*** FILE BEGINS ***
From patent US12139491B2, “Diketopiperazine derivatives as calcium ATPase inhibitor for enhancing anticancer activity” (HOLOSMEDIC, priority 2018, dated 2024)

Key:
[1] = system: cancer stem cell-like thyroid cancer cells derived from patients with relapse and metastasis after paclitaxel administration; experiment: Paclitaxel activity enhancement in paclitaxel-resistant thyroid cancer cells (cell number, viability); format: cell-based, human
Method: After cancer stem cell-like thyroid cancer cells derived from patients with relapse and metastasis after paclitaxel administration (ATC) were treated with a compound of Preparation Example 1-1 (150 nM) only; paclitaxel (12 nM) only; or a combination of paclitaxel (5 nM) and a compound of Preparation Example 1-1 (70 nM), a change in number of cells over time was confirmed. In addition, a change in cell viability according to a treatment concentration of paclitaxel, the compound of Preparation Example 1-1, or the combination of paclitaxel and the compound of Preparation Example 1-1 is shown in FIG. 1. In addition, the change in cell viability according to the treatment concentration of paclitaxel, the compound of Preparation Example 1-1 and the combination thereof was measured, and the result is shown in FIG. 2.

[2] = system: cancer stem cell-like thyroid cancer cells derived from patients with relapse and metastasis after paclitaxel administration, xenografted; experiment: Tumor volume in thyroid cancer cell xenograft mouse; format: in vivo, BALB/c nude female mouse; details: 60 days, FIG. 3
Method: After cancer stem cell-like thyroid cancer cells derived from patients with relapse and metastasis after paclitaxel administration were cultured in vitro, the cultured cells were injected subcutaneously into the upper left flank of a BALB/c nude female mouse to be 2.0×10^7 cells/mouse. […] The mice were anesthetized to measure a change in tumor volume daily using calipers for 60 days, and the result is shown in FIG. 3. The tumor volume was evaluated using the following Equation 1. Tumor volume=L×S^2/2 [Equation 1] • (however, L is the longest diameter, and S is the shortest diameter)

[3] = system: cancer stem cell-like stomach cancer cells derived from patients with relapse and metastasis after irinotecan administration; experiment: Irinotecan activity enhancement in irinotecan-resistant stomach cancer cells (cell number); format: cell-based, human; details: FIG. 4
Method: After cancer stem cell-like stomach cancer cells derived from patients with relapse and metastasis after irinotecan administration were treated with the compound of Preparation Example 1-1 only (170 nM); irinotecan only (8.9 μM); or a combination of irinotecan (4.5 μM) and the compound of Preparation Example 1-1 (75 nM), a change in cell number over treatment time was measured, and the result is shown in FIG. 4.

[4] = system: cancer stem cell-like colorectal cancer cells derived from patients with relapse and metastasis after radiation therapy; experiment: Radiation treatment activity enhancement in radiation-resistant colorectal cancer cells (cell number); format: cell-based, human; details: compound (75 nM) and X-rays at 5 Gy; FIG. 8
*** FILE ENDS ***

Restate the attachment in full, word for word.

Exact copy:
From patent US12139491B2, “Diketopiperazine derivatives as calcium ATPase inhibitor for enhancing anticancer activity” (HOLOSMEDIC, priority 2018, dated 2024)

Key:
[1] = system: cancer stem cell-like thyroid cancer cells derived from patients with relapse and metastasis after paclitaxel administration; experiment: Paclitaxel activity enhancement in paclitaxel-resistant thyroid cancer cells (cell number, viability); format: cell-based, human
Method: After cancer stem cell-like thyroid cancer cells derived from patients with relapse and metastasis after paclitaxel administration (ATC) were treated with a compound of Preparation Example 1-1 (150 nM) only; paclitaxel (12 nM) only; or a combination of paclitaxel (5 nM) and a compound of Preparation Example 1-1 (70 nM), a change in number of cells over time was confirmed. In addition, a change in cell viability according to a treatment concentration of paclitaxel, the compound of Preparation Example 1-1, or the combination of paclitaxel and the compound of Preparation Example 1-1 is shown in FIG. 1. In addition, the change in cell viability according to the treatment concentration of paclitaxel, the compound of Preparation Example 1-1 and the combination thereof was measured, and the result is shown in FIG. 2.

[2] = system: cancer stem cell-like thyroid cancer cells derived from patients with relapse and metastasis after paclitaxel administration, xenografted; experiment: Tumor volume in thyroid cancer cell xenograft mouse; format: in vivo, BALB/c nude female mouse; details: 60 days, FIG. 3
Method: After cancer stem cell-like thyroid cancer cells derived from patients with relapse and metastasis after paclitaxel administration were cultured in vitro, the cultured cells were injected subcutaneously into the upper left flank of a BALB/c nude female mouse to be 2.0×10^7 cells/mouse. […] The mice were anesthetized to measure a change in tumor volume daily using calipers for 60 days, and the result is shown in FIG. 3. The tumor volume was evaluated using the following Equation 1. Tumor volume=L×S^2/2 [Equation 1] • (however, L is the longest diameter, and S is the shortest diameter)

[3] = system: cancer stem cell-like stomach cancer cells derived from patients with relapse and metastasis after irinotecan administration; experiment: Irinotecan activity enhancement in irinotecan-resistant stomach cancer cells (cell number); format: cell-based, human; details: FIG. 4
Method: After cancer stem cell-like stomach cancer cells derived from patients with relapse and metastasis after irinotecan administration were treated with the compound of Preparation Example 1-1 only (170 nM); irinotecan only (8.9 μM); or a combination of irinotecan (4.5 μM) and the compound of Preparation Example 1-1 (75 nM), a change in cell number over treatment time was measured, and the result is shown in FIG. 4.

[4] = system: cancer stem cell-like colorectal cancer cells derived from patients with relapse and metastasis after radiation therapy; experiment: Radiation treatment activity enhancement in radiation-resistant colorectal cancer cells (cell number); format: cell-based, human; details: compound (75 nM) and X-rays at 5 Gy; FIG. 8